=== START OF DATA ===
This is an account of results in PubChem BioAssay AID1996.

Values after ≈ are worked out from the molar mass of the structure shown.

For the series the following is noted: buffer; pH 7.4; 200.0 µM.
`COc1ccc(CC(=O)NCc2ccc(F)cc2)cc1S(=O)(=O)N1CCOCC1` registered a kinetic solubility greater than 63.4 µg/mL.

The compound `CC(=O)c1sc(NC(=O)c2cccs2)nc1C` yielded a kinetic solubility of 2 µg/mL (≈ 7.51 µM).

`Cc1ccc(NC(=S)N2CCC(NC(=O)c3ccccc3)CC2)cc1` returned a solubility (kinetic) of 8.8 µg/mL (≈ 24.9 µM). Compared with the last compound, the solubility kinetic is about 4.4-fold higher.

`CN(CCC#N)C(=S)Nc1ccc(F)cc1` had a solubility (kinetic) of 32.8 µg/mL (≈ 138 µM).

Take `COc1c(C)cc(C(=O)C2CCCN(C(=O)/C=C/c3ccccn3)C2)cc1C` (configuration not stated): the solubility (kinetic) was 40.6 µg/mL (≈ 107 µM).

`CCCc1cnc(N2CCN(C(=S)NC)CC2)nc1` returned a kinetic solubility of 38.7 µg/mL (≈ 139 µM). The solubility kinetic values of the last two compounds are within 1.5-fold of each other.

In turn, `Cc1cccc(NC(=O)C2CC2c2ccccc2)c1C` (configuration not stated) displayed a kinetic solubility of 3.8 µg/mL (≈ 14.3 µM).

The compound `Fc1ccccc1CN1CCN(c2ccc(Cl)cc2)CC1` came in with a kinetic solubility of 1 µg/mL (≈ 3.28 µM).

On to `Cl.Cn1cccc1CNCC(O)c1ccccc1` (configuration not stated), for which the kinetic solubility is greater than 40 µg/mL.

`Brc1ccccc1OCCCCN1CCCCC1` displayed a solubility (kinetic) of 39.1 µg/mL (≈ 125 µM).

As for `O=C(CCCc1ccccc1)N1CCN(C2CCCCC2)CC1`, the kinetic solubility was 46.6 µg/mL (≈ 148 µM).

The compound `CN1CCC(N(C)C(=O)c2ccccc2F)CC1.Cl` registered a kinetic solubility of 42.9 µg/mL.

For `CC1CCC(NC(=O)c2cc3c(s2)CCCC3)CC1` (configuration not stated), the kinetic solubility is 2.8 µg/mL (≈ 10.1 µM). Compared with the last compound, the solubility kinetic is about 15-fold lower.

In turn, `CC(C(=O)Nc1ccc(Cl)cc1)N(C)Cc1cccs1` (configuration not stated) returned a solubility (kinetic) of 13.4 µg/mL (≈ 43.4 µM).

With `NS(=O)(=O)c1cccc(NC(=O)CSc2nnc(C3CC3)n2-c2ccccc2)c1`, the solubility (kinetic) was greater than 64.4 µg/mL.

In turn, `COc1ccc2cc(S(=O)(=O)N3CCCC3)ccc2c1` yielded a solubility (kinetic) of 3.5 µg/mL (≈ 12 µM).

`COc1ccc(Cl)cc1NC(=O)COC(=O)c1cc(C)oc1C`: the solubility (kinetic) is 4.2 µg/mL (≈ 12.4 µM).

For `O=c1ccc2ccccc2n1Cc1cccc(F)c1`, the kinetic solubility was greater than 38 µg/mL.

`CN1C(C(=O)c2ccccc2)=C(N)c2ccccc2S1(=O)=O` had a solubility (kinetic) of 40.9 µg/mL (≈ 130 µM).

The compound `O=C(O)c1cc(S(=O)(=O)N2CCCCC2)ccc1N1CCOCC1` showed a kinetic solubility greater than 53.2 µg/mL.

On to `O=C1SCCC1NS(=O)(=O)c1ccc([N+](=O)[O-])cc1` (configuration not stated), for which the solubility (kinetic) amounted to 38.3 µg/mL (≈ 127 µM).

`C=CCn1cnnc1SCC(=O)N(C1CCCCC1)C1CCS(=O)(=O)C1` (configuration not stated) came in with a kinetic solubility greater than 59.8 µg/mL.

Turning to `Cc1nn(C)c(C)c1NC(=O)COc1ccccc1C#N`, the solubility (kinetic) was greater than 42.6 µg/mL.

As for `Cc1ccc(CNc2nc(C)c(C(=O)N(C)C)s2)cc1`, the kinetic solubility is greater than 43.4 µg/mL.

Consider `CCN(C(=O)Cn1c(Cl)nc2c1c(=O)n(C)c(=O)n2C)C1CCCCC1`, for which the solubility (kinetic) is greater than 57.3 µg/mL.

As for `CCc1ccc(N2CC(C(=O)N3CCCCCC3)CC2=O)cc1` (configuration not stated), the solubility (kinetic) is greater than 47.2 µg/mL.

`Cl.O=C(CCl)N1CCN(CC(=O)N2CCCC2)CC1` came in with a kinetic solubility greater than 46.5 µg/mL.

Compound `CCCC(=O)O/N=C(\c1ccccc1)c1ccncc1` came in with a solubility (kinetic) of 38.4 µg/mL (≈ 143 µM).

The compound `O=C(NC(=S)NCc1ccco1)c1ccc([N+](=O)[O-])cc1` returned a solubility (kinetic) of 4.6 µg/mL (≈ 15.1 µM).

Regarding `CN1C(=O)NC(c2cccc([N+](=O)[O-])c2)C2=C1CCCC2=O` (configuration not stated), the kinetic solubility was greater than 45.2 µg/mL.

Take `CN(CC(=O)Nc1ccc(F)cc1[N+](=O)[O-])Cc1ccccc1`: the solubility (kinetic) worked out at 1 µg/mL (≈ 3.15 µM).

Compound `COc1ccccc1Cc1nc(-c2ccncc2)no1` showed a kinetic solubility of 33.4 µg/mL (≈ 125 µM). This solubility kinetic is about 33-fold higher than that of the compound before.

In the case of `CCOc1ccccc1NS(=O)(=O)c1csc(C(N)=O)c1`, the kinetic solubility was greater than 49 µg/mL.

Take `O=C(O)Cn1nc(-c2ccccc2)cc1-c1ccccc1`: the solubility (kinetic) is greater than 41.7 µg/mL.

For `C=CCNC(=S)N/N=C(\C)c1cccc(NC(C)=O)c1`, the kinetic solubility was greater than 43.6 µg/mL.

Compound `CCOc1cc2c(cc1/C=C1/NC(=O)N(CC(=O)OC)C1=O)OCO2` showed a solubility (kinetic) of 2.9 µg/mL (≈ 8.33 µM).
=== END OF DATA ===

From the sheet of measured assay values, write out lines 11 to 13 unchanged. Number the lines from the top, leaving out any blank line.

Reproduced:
The compound `Fc1ccccc1CN1CCN(c2ccc(Cl)cc2)CC1` came in with a kinetic solubility of 1 µg/mL (≈ 3.28 µM).

On to `Cl.Cn1cccc1CNCC(O)c1ccccc1` (configuration not stated), for which the kinetic solubility is greater than 40 µg/mL.

`Brc1ccccc1OCCCCN1CCCCC1` displayed a solubility (kinetic) of 39.1 µg/mL (≈ 125 µM).